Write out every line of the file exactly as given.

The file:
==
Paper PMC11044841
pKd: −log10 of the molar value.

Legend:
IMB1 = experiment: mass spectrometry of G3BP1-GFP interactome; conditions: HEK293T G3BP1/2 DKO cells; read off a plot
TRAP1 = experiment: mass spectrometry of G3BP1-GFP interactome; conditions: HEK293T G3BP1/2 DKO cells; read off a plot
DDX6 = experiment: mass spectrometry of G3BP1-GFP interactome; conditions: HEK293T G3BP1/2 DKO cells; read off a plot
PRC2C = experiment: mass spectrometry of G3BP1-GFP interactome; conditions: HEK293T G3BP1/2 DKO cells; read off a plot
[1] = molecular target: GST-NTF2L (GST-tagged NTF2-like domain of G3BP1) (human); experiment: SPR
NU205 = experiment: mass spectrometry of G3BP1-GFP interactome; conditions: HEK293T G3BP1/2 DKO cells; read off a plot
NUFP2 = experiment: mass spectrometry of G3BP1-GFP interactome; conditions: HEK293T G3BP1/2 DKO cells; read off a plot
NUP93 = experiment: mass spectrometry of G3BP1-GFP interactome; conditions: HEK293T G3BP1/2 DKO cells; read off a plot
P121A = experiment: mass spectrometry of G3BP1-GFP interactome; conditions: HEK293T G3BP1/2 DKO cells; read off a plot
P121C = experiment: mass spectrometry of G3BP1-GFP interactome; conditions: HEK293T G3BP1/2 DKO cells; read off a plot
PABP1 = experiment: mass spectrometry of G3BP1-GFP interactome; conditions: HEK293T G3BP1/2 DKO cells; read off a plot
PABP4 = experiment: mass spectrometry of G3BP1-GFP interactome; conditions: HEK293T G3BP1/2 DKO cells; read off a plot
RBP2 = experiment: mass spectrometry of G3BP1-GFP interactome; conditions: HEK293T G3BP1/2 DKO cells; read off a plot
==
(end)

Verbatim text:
Paper PMC11044841
pKd: −log10 of the molar value.

Legend:
IMB1 = experiment: mass spectrometry of G3BP1-GFP interactome; conditions: HEK293T G3BP1/2 DKO cells; read off a plot
TRAP1 = experiment: mass spectrometry of G3BP1-GFP interactome; conditions: HEK293T G3BP1/2 DKO cells; read off a plot
DDX6 = experiment: mass spectrometry of G3BP1-GFP interactome; conditions: HEK293T G3BP1/2 DKO cells; read off a plot
PRC2C = experiment: mass spectrometry of G3BP1-GFP interactome; conditions: HEK293T G3BP1/2 DKO cells; read off a plot
[1] = molecular target: GST-NTF2L (GST-tagged NTF2-like domain of G3BP1) (human); experiment: SPR
NU205 = experiment: mass spectrometry of G3BP1-GFP interactome; conditions: HEK293T G3BP1/2 DKO cells; read off a plot
NUFP2 = experiment: mass spectrometry of G3BP1-GFP interactome; conditions: HEK293T G3BP1/2 DKO cells; read off a plot
NUP93 = experiment: mass spectrometry of G3BP1-GFP interactome; conditions: HEK293T G3BP1/2 DKO cells; read off a plot
P121A = experiment: mass spectrometry of G3BP1-GFP interactome; conditions: HEK293T G3BP1/2 DKO cells; read off a plot
P121C = experiment: mass spectrometry of G3BP1-GFP interactome; conditions: HEK293T G3BP1/2 DKO cells; read off a plot
PABP1 = experiment: mass spectrometry of G3BP1-GFP interactome; conditions: HEK293T G3BP1/2 DKO cells; read off a plot
PABP4 = experiment: mass spectrometry of G3BP1-GFP interactome; conditions: HEK293T G3BP1/2 DKO cells; read off a plot
RBP2 = experiment: mass spectrometry of G3BP1-GFP interactome; conditions: HEK293T G3BP1/2 DKO cells; read off a plot